Wed -- 07:12 AM EST     Sunrise
Wed -- 09:02 AM EST     5.03 feet High Tide
Wed -- 09:05 AM EST     Moonset
Wed -- 03:30 PM EST     -1.07 feet Low Tide
Wed -- 05:04 PM EST     Sunset
Wed -- 08:16 PM EST     Moonrise
Wed -- 09:41 PM EST     4.41 feet High Tide
Tide / Current data from XTide NOT FOR NAVIGATION
Sorry tide depth graphs only, please select another station.

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1.40.2-0.6-0.9-0.312.53.84.754.73.72.30.9-0.2-1-1-0.21.12.53.54.24.43.8

Tide / Current Tables for Barnegat Inlet, Barnegat Bay, New Jersey Current
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Barnegat Inlet
Click for Map
Wed -- 03:13 AM EST     -3.16 knots Max Ebb
Wed -- 05:48 AM EST     0.01 knots Slack
Wed -- 07:11 AM EST     Sunrise
Wed -- 08:35 AM EST     3.52 knots Max Flood
Wed -- 09:05 AM EST     Moonset
Wed -- 11:55 AM EST     -0.00 knots Slack
Wed -- 03:49 PM EST     -3.65 knots Max Ebb
Wed -- 05:05 PM EST     Sunset
Wed -- 06:41 PM EST     0.01 knots Slack
Wed -- 08:17 PM EST     Moonrise
Wed -- 09:12 PM EST     3.00 knots Max Flood
Tide / Current data from XTide NOT FOR NAVIGATION
Sorry tide depth graphs only, please select another station.

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-0.6-1.7-2.6-3.1-2.8-1.50.42.23.33.42.61.3-0.1-1.4-2.5-3.3-3.6-2.9-1.30.62.232.71.7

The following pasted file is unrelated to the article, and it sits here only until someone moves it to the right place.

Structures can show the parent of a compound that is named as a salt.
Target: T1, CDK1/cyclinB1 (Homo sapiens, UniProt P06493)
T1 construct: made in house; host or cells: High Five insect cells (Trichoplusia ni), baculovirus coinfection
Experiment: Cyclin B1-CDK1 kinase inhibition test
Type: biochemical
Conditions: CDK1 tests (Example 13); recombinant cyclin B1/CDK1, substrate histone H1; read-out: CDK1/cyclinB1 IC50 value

Weather Map and Satellite Images
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Disclaimer:
The information on this web site has not been checked for accuracy. It is for entertainment purposes only and should be independently verified before using for any other reason. There are five sources. 1) Documents and manuals from a variety of sources. These have not been checked for accuracy and in many cases have not even been read by anyone associated with L-36.com. I have no idea of they are useful or accurate, I leave that to the reader. 2) Articles others have written and submitted. If you have questions on these, please contact the author. 3) Articles that represent my personal opinions. These are intended to promote thought and for entertainment. These are not intended to be fact, they are my opinions. 4) Small programs that generate result presented on a web page. Like any computer program, these may and in some cases do have errors. Almost all of these also make simplifying assumptions so they are not totally accurate even if there are no errors. Please verify all results. 5) Weather information is from numerious of sources and is presented automatically. It is not checked for accuracy either by anyone at L-36.com or by the source which is typically the US Government. See the NOAA web site for their disclaimer. Finally, tide and current data on this site is from 2007 and 2008 data bases, which may contain even older data. Changes in harbors due to building or dredging change tides and currents and for that reason many of the locations presented are no longer supported by newer data bases. For example, there is very little tidal current data in newer data bases so current data is likely wrong to some extent. This data is NOT FOR NAVIGATION. See the XTide disclaimer for details. In addition, tide and current are influenced by storms, river flow, and other factors beyond the ability of any predictive program.